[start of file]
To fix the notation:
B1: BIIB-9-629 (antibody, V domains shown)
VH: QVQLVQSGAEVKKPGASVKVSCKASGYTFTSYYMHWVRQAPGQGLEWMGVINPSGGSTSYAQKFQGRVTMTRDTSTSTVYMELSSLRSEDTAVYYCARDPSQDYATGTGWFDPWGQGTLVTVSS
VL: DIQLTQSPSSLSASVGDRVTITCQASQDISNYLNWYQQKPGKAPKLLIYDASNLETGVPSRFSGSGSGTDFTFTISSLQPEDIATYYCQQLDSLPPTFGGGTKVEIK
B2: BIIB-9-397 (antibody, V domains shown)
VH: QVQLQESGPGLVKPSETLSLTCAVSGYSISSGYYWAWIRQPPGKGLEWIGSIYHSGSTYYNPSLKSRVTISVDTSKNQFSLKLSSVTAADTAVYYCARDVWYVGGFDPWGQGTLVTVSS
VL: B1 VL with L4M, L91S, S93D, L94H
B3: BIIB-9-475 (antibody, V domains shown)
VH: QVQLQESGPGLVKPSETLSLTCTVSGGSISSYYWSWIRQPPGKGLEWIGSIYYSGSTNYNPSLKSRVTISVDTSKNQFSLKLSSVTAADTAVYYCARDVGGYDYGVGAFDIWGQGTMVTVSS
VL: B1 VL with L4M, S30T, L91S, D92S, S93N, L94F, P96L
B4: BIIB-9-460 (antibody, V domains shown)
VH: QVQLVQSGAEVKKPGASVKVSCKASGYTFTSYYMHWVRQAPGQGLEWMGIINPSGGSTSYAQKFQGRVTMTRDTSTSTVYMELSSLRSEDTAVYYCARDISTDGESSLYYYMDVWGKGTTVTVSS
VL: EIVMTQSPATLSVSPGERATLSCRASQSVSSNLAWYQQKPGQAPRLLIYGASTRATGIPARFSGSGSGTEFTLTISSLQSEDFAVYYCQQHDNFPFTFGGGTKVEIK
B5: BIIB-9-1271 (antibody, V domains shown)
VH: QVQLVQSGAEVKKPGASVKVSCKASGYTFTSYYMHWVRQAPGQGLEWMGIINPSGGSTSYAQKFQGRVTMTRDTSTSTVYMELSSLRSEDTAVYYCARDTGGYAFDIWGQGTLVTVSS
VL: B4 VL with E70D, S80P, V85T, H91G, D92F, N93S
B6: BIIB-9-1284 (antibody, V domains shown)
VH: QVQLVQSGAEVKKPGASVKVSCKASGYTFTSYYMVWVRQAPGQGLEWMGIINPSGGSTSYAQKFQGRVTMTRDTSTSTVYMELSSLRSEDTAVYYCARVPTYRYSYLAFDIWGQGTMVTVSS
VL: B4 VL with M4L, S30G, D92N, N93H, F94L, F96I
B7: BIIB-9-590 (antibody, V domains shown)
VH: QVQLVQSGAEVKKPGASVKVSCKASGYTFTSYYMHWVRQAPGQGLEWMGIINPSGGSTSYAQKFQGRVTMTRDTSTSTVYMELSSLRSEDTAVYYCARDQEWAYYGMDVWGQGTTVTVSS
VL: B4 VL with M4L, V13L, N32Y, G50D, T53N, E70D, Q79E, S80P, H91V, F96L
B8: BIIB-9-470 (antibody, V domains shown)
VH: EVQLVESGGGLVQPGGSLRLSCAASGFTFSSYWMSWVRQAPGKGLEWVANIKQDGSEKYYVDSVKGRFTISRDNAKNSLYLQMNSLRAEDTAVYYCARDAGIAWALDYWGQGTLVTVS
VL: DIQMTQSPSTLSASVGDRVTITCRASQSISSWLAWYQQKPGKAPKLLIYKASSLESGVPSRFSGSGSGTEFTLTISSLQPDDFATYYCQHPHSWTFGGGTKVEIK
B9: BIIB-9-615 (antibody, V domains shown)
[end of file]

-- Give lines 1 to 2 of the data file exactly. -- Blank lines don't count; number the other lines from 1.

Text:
To fix the notation:
B1: BIIB-9-629 (antibody, V domains shown)